David Hallberg in The Bolshoi's Swan Lake at Lincoln Center

David Hallberg in The Bolshoi’s Swan Lake at Lincoln Center. Image courtesy of David Hallberg’s Instagram.

The 32-year old Hallberg has spent three years dancing with the Bolshoi after being invited to join the troupe by Sergei Filin, its Director. Needless to say, those three years, marked by the acid attack on Filin and the following controversy surrounding the Bolshoi, were not easy for the South Dakota – born, Arizona – raised Hallberg. But he came out of them as a stronger dancer, advancing dramatically and technically, which was evident in his stellar performance as Prince Sigfried in that night’s Swan Lake, which he gave alongside the Bolshoi prima Svetlana Zakharova.

Following a three – hour performance at the at the David H. Koch Theater, the evening continued with dinner at the Lincoln Ristorante, organized by Lincoln Center Global and hosted by by our very own Baibakova, alongside co-chairs and global philanthropists of Russian descent Nasiba Adilova, Miroslava Duma, Anna Nikolaevsky, Yana Peel, and Inga Rubinstein. Full disclosure: Baibakov Art Projects serves in an advisory capacity to Lincoln Center Global, the consulting arm of Lincoln Center that looks beyond the campus in New York City, propelling cultural development and advising artistic pioneers around the world – and we couldn’t be more proud.

The dinner, attended by guests ranging from the Russian artists Ilya and Emilia Kabakov to curator Neville Wakefield, collectors Phil and Shelley Aarons, curator of the Whitney Museum Scott Rothkopf (whose current Jeff Koons retrospective we just love), dealer Jeffrey Deitch, to Belarusian Supermodel Maryna Lynchuk – was a home-coming for Hallberg, who continues to dance with the American Ballet Theatre through his Bolshoi engagement. That’s some Russian  – American exchange we wish there was more of.

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An Oh So Quiet Manifesta

A month ago, the fate of Manifesta10, the European art biennial that was set to open in St. Petersburg on June 28th, was still undecided. Some artists were boycotting the exhibition, others were dropping out, staff was not being paid, Manifesta’s curator Kaper Koenig (clearly unhappy with the operation) expressed serious doubts that the show would actually ever open to the public. But the show opened on time, and as planned – or so it seemed.

“Despite the provocations, Saint Petersburg became a center of contemporary art” – proclaimed the cover of The Petersburg Times, a daily paper published by the city government – the same government that provided a large chunk of the show’s budget (around 4,3 million dollars).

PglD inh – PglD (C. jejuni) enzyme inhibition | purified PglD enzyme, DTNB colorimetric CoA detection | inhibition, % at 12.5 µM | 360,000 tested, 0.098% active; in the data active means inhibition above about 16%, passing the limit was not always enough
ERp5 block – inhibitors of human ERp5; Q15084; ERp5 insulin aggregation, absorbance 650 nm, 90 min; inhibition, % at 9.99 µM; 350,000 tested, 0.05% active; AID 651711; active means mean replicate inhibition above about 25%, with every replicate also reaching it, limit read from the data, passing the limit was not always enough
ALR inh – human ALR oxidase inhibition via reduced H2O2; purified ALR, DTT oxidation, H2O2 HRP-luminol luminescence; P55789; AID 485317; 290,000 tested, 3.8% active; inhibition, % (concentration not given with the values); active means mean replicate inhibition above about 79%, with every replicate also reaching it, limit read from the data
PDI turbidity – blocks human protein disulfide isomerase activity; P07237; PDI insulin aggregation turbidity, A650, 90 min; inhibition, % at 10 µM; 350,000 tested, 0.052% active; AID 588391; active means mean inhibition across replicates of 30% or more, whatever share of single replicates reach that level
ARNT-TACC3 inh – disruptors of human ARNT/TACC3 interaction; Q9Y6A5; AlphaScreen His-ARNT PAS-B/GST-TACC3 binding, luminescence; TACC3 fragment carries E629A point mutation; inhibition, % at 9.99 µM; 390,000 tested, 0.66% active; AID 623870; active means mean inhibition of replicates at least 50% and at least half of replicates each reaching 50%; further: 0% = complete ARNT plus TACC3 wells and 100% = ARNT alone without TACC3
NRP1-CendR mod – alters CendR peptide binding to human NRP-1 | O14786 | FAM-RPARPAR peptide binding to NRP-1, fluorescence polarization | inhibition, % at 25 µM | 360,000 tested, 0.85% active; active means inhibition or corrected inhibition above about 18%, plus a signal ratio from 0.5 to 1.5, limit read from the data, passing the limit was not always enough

It is not exactly certain which “provocations” the paper is referring to specifically (in recent years, the term has basically become a universal tag for all behavior and ideas out of line with the official regime), but it is has long been clear that Manifesta10 wasn’t exactly looking to provoke.

In interviews, Koenig made a point of the biennial being a guest of the city rather than an intruder, or, as he later formulated, of making a Manifesta “without a manifesto.” This Manifesta was discreet by choice.

Thomas Hirschhorn's ABSCHLAG (2014), one of the most massive installations in the General Staff building. Image courtesy of Manifesta.

Thomas Hirschhorn’s
ABSCHLAG (2014), one of the most massive installations in the General Staff building. Image courtesy of Manifesta.

The show in the General Staff building, a new wing of the Hermitage rebuilt to house Contemporary and Modern art (when we say ‘new’, we mean it – some walls were literally being painted while the first guests were roaming its halls), boasted a list of participants one could encounter at any other international art exhibition – Baibakov Art Projects alum Thomas Hirschhorn, Maria Lassing, Dominique Gonzalez – Foerster, Francis Alÿs, Bruce Nauman, Wolfgang Tillmans, plus some Russian additions like Vlad Mamyshev – Monroe, Timur Novikov, Pavel Pepperstein and Sasha Sukhareva. Many of the international art-world stars have never been shown in the city before, and it seemed like there was a special effort to give both the artists and the audience their space.

In addition to the main exhibition space, some works from Manifesta were integrated in the Winter Palace, home to the Hermitage’s permanent collection. Here, Manifesta’s presence felt a bit forced. Works by artists such as Gerhard Richter, Joseph Beuys, Tatzu Nishi and others were not easy to locate; many were shown in spaces that felt peripheral – a delicate installation made of face powder by Сarla Black, for example, was hiding behind a closed door. Reflecting this general attitude, museum guards seemed skeptical and unimpressed – when approached for directions, the typical reply was “yes, I think saw something over there, near our Caravaggios.” The Hermitage, with its imperial past and encyclopedic collection, provides endless possibilities for interpretation, subversion and interrogation.  But in the case of Manifesta, the opportunity was missed – most of the artists, and the Hermitage itself, seemed disinterested.

Susan Philipsz The River Cycle (Neva) 2014, image courtesy of Manifesta 10.

Susan Philipsz’s The River Cycle (Neva), a sound installation in the Winter Palace. Image courtesy of Manifesta.

When it came to the politics – Ukraine, ‘gay propaganda’, nationalism, etc. – Manifesta made a point of ticking off all the “big issues”. There was a full room of photographs that Boris Mikhailov shot during the protests in Maidan square; a series of portraits of famous homosexuals by Marlene Dumas; an installation by Erik Van Lieshout focused on the cats living in the Hermitage’s basements with numerous references to Pussy Riot. But at times it seemed that the show was making little effort beyond acknowledging the issues that everyone knew it simply could not ignore.